I’ll never forget that brutal morning of January 24, 2008. The dashboard clock read 6:30 a.m., and the deep, black night seemed uninterested in conceding its icy grip. The darkness only magnified the glowing temperature display as it shouted 18 degrees below zero. It was going to be a long day. This was the scene as my wife and I began our third trip in as many years to be fingerprinted again at the US Citizenship and Immigration Services office in Naperville, Illinois, one of the many requirements for adopting our daughter from China.
Despite the fact that fingerprints are as permanent as a Chicago Cubs fan’s loyalty, the Department of Homeland Security declares them expired 15 months after being printed. Just to be sporting, before our trip, I called the department for an explanation of this rule. I eventually spoke with an actual human who clarified it quite succinctly: “Umm . . . I don’t know why. That’s just the policy.” Well, there it was. I felt much better about traveling for another three hours to spend another $200 to confirm our fingerprints hadn’t changed!
The long journey to adoption
We had officially started our adoption journey by applying at a local agency in October 2004. The next several months were spent gathering entire forests of paperwork, documenting everything from what our childhood was like to how well the local police department “knew” us. Since my wife was finishing nursing school, we took more time than most to collect all of our documentation. Finally, on December 16, 2005, our plethora of paperwork arrived at the China Center of Adoption Affairs in Beijing.
When we started this process, the waiting period between the arrival of a couple’s dossier in China and the arrival of a referral from China (introducing the couple’s new child) was only six months, so we fully expected to bring our new baby home by the summer of 2006. However, as Blessed Teresa of Calcutta once said, “If you want to make God laugh, tell Him your plans.” We certainly gave God a good chuckle during our adoption journey, as we developed a serious case of “wait” gain!
Due mainly to the increased number of people wanting to adopt from China and the CCAA not ncreasing the number of children available for adoption, our six short months grew to a tough 24.
During this excruciating time, in addition to our fingerprinting trifecta, we also had to renew our formal request to bring an orphan into this country.
I looked up the word “renew” in the dictionary and learned it’s a French word meaning “to write a large check.” And that we also had to do again. We felt not only as if we were throwing money down the drain but also as if we literally had to put our adoption money into the sewer, thanks to the untimely demise of the sewer line in front of our house. And we had to reproduce several other documents as they expired, including one that was notarized with a stamp that didn’t have a box around it, rendering both the stamp and document invalid. Boxless stamps must be what terrorists use when they notarize!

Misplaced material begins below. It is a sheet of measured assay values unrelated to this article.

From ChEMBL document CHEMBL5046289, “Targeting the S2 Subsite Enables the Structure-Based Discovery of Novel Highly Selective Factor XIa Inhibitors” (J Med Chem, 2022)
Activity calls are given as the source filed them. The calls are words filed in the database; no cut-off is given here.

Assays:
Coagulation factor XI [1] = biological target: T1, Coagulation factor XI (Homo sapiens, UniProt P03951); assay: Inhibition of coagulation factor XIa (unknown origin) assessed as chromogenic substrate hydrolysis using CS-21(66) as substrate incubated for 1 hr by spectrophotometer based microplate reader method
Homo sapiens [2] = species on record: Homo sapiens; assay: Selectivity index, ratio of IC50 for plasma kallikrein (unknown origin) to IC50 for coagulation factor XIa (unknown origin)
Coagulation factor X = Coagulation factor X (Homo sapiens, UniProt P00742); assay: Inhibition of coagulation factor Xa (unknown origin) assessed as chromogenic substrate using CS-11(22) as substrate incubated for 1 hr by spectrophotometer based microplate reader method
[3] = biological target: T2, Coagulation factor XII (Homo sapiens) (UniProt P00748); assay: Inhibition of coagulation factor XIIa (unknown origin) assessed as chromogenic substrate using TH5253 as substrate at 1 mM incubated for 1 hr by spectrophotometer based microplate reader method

A new journey begins
Finally, on January 3, 2008, we received our referral, complete with photos and information about our daughter! But our excitement was tinged with anxiety, since we had to wait another six weeks to meet her, as well as finalize plans for a 16-hour flight and two-week stay in China. On that final, freezing-cold trip to Naperville, I remember reflecting on all that we had invested in this adoption process, from the money to the time spent compiling paperwork to the agonizing wait to the tedious hoops we had to jump through. I also remember thinking that I loved this child so much that I would do it all again and there was nothing I wouldn’t do to have her with me. It was then—in the silence of that morning and the quiet of my thoughts—that I could sense God saying, “And now you know what My love is like.”
On February 18, 2008, in a drab conference room in the middle of a city I’d never heard of on the other side of the world, I gazed at the beautiful new daughter in my arms whom I had waited so long to hold, and I learned another lesson I will never forget: You can’t outgive God.
Today, our daughter Ava is a very spirited seven-year-old who’s awfully shy around strangers and wonderfully quiet at school, but never stops talking at home. She enjoys making up dances, songs, and knock-knock jokes. She adores her older siblings and her pets, and likes telling us how much she loves us almost as much as she likes hearing “I love you more!”
Once, while we were grocery shopping, Ava had been hopping, skipping, smiling, dancing, and singing her way through the entire store in her usual high-energy, perpetual-motion way. An older gentleman approached us as we headed to the checkout line to tell us it gave him so much joy to see her so full of joy that he just wanted to say thank you. I say the same thing to the Lord every day.